About Joanne Nicoll

Joanne Metzger Nicoll, Ph.D., is a nationally recognized leader and consultant in instructional design and development. Dr. Nicoll served as Associate Director for Instructional Design and Faculty Development in the Center for Teaching and Learning and a faculty member in the School of Dental Medicine at the University of Pittsburgh (Pitt). Her responsibilities included the coordination of the Instructional Design and Faculty Development services at the University, focusing on teaching enhancement and course development.

Joanne has worked collaboratively with over 300 Pitt faculty in the humanities, social sciences, natural sciences, and professional schools to develop/revise both face-to-face and online courses. She conducts workshops for faculty in instructional development, distance education, teaching methods/strategies, teaching skill enhancement, and outcomes assessment.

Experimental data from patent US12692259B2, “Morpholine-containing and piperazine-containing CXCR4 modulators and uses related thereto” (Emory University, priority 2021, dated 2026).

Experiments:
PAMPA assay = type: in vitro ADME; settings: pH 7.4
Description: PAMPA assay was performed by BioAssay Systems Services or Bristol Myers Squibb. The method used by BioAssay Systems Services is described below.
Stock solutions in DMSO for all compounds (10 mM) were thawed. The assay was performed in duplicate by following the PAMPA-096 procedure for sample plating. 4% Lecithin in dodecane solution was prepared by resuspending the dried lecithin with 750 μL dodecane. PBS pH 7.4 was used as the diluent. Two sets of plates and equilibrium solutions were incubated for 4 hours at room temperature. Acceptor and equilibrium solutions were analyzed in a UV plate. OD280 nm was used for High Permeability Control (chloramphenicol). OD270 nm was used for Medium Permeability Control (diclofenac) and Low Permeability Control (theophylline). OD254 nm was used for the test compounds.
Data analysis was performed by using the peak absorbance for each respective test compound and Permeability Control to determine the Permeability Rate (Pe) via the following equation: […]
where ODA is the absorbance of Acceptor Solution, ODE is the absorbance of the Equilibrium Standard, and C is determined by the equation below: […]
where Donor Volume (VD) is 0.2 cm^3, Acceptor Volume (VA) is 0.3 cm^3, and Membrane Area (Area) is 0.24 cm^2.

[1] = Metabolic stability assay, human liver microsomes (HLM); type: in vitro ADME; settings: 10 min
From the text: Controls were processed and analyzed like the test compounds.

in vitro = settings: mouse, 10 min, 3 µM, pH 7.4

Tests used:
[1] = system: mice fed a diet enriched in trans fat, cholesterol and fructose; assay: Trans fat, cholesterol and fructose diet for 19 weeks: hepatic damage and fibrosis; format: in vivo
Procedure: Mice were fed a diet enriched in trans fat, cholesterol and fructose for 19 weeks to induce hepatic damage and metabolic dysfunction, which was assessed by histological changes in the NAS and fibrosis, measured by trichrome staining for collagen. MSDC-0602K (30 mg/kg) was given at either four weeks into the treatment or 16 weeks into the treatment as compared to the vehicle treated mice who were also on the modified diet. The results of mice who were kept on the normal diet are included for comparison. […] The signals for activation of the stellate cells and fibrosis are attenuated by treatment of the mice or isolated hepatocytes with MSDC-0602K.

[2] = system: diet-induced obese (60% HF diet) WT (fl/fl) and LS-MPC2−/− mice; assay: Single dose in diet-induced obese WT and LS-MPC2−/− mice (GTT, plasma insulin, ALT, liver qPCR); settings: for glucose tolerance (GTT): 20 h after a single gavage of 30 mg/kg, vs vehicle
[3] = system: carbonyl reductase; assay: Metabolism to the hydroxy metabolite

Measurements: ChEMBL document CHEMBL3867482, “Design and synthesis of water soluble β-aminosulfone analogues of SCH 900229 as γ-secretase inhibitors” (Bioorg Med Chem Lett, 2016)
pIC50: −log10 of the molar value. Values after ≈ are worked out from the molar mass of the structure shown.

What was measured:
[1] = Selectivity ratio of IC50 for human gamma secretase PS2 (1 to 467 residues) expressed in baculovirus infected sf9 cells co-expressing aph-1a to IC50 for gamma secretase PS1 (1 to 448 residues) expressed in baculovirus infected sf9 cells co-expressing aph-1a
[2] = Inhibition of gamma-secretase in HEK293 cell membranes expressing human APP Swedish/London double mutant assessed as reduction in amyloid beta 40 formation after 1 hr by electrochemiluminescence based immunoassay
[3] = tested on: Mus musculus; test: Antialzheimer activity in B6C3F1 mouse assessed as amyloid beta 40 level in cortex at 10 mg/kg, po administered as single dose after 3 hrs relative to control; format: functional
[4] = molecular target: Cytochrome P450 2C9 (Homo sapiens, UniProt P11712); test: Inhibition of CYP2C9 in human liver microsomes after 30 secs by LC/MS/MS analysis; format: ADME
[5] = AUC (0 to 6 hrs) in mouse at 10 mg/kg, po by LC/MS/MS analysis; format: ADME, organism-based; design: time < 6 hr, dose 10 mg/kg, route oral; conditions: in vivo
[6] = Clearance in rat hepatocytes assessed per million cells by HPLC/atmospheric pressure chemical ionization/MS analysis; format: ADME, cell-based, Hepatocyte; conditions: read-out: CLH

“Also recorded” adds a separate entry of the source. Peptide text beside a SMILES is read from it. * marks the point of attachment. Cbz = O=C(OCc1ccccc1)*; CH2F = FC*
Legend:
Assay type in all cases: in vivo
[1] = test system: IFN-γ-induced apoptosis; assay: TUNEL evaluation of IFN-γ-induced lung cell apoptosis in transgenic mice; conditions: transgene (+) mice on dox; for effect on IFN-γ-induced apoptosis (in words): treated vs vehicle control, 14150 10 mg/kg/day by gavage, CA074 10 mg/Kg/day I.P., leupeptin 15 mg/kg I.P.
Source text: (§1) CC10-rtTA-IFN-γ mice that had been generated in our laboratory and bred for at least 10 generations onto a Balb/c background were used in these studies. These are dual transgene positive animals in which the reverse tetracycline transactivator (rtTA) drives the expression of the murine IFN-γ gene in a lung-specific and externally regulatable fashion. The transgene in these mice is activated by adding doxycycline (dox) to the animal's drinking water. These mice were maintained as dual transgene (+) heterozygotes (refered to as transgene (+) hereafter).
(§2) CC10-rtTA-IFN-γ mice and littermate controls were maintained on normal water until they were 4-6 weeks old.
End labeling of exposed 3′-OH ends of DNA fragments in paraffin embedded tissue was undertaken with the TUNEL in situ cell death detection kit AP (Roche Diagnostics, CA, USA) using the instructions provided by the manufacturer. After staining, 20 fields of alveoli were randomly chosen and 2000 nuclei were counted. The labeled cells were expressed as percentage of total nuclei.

Joanne’s areas of expertise include needs assessment, design, implementation, and evaluation of educational programs in varied disciplines and delivery modes; curriculum design consultation with discipline experts to develop instructional programs; development and implementation of degree program outcomes assessment; design of instructional methods and strategies to meet learners’ needs; development of instructional manuals and program planning documents; and development of distance education courses and programs, including self-instructional materials.

Dr. Nicoll received Blackboard’s Green House Award in 2007 for the development of a methods-of-teaching course and presented at national and international conferences in the areas of online course development and outcomes assessment. She has also worked as a Senior Instructional Designer for eight years with CampusWorks Inc., assisting dozens of faculty across multiple institutions to develop effective online courses.

Joanne’s favorite part of her work as an instructional designer? I enjoy working with faculty to develop a collegial relationship in course building. With a team approach, developing an online course is rewarding both to the instructor and to me. When working a few years ago with two “challenging instructors” to develop an online course, they dubbed my colleague and I “the dream team.” Even the most proficient faculty in teaching and learning has gained insight as we work together to develop a course.